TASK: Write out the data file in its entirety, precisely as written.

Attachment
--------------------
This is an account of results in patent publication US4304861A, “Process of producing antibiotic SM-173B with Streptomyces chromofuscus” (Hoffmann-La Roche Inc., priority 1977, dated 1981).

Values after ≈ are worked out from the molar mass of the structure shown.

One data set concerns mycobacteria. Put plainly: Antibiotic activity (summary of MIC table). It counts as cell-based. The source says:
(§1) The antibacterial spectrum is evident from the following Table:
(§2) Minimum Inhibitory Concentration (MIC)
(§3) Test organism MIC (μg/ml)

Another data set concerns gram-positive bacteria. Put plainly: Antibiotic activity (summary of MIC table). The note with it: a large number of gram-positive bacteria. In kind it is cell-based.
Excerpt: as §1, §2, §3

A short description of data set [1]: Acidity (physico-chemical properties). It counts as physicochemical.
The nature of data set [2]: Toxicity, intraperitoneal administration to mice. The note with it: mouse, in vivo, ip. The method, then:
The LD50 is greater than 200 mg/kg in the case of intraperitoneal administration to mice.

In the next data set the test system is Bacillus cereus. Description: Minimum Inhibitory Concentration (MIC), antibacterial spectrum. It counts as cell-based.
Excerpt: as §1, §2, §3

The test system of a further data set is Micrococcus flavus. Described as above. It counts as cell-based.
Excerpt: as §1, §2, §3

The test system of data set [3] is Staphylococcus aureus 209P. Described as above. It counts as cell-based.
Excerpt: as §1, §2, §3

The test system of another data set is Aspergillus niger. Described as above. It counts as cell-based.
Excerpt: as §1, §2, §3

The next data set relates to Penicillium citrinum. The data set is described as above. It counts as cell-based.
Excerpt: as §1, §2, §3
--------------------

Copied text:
This is an account of results in patent publication US4304861A, “Process of producing antibiotic SM-173B with Streptomyces chromofuscus” (Hoffmann-La Roche Inc., priority 1977, dated 1981).

Values after ≈ are worked out from the molar mass of the structure shown.

One data set concerns mycobacteria. Put plainly: Antibiotic activity (summary of MIC table). It counts as cell-based. The source says:
(§1) The antibacterial spectrum is evident from the following Table:
(§2) Minimum Inhibitory Concentration (MIC)
(§3) Test organism MIC (μg/ml)

Another data set concerns gram-positive bacteria. Put plainly: Antibiotic activity (summary of MIC table). The note with it: a large number of gram-positive bacteria. In kind it is cell-based.
Excerpt: as §1, §2, §3

A short description of data set [1]: Acidity (physico-chemical properties). It counts as physicochemical.
The nature of data set [2]: Toxicity, intraperitoneal administration to mice. The note with it: mouse, in vivo, ip. The method, then:
The LD50 is greater than 200 mg/kg in the case of intraperitoneal administration to mice.

In the next data set the test system is Bacillus cereus. Description: Minimum Inhibitory Concentration (MIC), antibacterial spectrum. It counts as cell-based.
Excerpt: as §1, §2, §3

The test system of a further data set is Micrococcus flavus. Described as above. It counts as cell-based.
Excerpt: as §1, §2, §3

The test system of data set [3] is Staphylococcus aureus 209P. Described as above. It counts as cell-based.
Excerpt: as §1, §2, §3

The test system of another data set is Aspergillus niger. Described as above. It counts as cell-based.
Excerpt: as §1, §2, §3

The next data set relates to Penicillium citrinum. The data set is described as above. It counts as cell-based.
Excerpt: as §1, §2, §3